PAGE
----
Attacks on cargo vessels in Red Sea shipping lanes have to stop otherwise international action will be taken, British Foreign Secretary David Cameron said on Thursday. – Reuters

While a U.S.-led coalition has been deployed to keep peace in the region, the impact of the burgeoning conflict is already being felt in a number of sectors. And, with Iran vowing to ensure its long-running efforts to pressure Israel continue, it’s likely the crisis has only just begun. Here’s what it means in practice. – Politico

Middle East & North Africa

The simmering crisis in the Middle East, sparked by the start of the war in Gaza nearly three months ago, threatens to boil over amid strikes and violence across the region. Notably, tensions are growing despite few indications that actors in the region are eager to fight. – Washington Post

Jordan on Thursday launched air strikes inside Syria against suspected warehouses and hideouts of Iranian-backed drug smugglers, Jordanian and regional intelligence sources said. – Reuters

Denmark’s Maersk (MAERSKb.CO) said on Thursday it has rerouted four out of five container vessels that were stuck in the Red Sea back towards the Suez Canal and the long journey around Africa to avoid the risk of attack. – Reuters

McDonald’s (MCD.N) CEO Chris Kempczinski said on Thursday several markets in the Middle East and some outside the region were experiencing a “meaningful business impact” due to the Israel-Hamas conflict as well as “associated misinformation” about the brand. – Reuters

A Tunisian anti-terrorism unit arrested Al Jazeera reporter Samir Sassi late on Wednesday, the Tunisian journalists’ union said. – Reuters

US Secretary of State Antony Blinken and French Foreign Minister Catherine Colonna agreed to seek steps to avoid a wider Middle East war following strikes in Lebanon and Iran, the State Department said Thursday. – Agence France-Presse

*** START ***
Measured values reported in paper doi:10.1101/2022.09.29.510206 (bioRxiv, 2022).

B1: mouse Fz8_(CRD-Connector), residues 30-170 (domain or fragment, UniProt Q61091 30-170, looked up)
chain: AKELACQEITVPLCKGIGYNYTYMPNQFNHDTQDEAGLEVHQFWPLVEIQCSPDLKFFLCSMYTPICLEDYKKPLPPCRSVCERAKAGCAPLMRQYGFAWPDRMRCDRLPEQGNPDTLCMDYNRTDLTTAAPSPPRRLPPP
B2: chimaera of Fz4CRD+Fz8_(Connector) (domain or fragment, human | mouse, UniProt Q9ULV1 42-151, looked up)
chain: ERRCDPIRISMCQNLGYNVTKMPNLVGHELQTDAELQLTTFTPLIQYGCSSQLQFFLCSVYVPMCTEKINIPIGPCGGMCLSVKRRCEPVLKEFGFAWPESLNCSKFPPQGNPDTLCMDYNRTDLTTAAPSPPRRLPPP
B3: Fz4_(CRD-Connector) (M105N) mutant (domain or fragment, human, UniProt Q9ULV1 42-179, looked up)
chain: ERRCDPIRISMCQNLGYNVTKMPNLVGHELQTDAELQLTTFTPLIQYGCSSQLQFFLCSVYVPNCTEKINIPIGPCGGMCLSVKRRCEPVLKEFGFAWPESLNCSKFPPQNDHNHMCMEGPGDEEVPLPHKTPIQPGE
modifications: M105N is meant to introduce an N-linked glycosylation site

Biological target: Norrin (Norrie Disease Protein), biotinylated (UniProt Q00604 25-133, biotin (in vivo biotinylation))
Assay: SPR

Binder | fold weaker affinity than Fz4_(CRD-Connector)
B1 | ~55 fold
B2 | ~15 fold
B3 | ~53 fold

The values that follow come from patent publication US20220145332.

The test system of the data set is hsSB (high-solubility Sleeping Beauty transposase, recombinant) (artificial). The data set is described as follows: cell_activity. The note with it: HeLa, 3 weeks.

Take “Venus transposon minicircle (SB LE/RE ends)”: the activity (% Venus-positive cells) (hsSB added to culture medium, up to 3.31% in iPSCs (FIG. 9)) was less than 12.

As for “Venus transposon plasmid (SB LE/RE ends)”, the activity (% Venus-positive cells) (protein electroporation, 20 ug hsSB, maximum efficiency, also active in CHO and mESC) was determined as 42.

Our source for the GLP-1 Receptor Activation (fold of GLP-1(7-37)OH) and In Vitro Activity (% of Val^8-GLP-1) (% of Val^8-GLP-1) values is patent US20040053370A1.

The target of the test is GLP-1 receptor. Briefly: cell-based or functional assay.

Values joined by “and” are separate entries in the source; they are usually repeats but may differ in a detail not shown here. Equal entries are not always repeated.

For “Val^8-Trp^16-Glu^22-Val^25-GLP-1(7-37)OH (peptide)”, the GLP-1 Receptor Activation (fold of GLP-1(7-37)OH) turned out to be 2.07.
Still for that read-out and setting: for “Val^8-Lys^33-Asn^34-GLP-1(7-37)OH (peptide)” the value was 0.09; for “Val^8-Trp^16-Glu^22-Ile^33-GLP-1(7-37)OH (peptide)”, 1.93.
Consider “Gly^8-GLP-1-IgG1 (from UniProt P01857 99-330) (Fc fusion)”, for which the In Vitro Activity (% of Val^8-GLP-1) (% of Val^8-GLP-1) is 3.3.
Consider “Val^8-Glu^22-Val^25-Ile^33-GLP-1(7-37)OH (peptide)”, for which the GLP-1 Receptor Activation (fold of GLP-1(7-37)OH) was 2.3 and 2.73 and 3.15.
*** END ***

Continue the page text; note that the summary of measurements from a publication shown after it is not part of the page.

Jacob Heilbrunn writes: Biden is sending Amos Hochstein, a senior White House official, to Israel as an emissary. He should make it clear that Biden’s patience is not unlimited. With both Netanyahu and Iran on the defensive, the moment has arrived for a diplomatic solution that can lead the Middle East away from greater strife and toward a more peaceful future. – The National Interest

Korean Peninsula

North Korea fired more than 200 artillery shells near the western border islands of South Korea on Friday, prompting Seoul to issue an emergency-shelter order for residents at a time when tensions between the two countries have escalated. – Wall Street Journal

The young daughter of North Korea’s leader, Kim Jong-un, who has frequently accompanied her father at public events, including long-range missile tests, is Mr. Kim’s most likely successor should he die, the South Korean intelligence agency told lawmakers on Thursday. – New York Times

North Korean leader Kim Jong Un has called for boosting production of various missile launch vehicles, calling it an important task to prepare for a “military showdown” with the enemy, state media reported on Friday. – Reuters


A widening shake-up in China’s defense establishment has raised questions over leader Xi Jinping’s ability to end corruption in the military and build a modern, combat-ready fighting force as geopolitical challenges crop up along its borders. – Wall Street Journal

Joseph C. Sternberg writes: The economic pain of the property crackdown and the consequences of continuing shifts in global trade will only grow more acute, meaning events are more likely to test Mr. Xi’s nerve to continue. How will he respond? Put another way, will he tolerate such turmoil for the sake of meaningful economic reforms, or only in service of a mightier party and state? Then again, perhaps to ask the question is to answer it. – Wall Street Journal

Jerry Haar writes: Whether the aim is to lessen the effect of a future global pandemic on public health or to mitigate the fallout from a further deterioration in U.S.-China commercial relations, nearshoring provides multinational companies in both nations with a sourcing and investment option that can serve as a buffer against negative economic performance. – The Hill

Minxin Pei writes: Already pessimistic about China’s economic prospects, they will have even less incentive to invest in a country in which their property rights will be in greater peril than before. For foreign investors who are alarmed by the nation’s revised anti-espionage law and the dwindling access to information vital to business decisions, the looming demise of CJO is the latest unwelcome evidence that China is trying to make itself uninvestible. – Bloomberg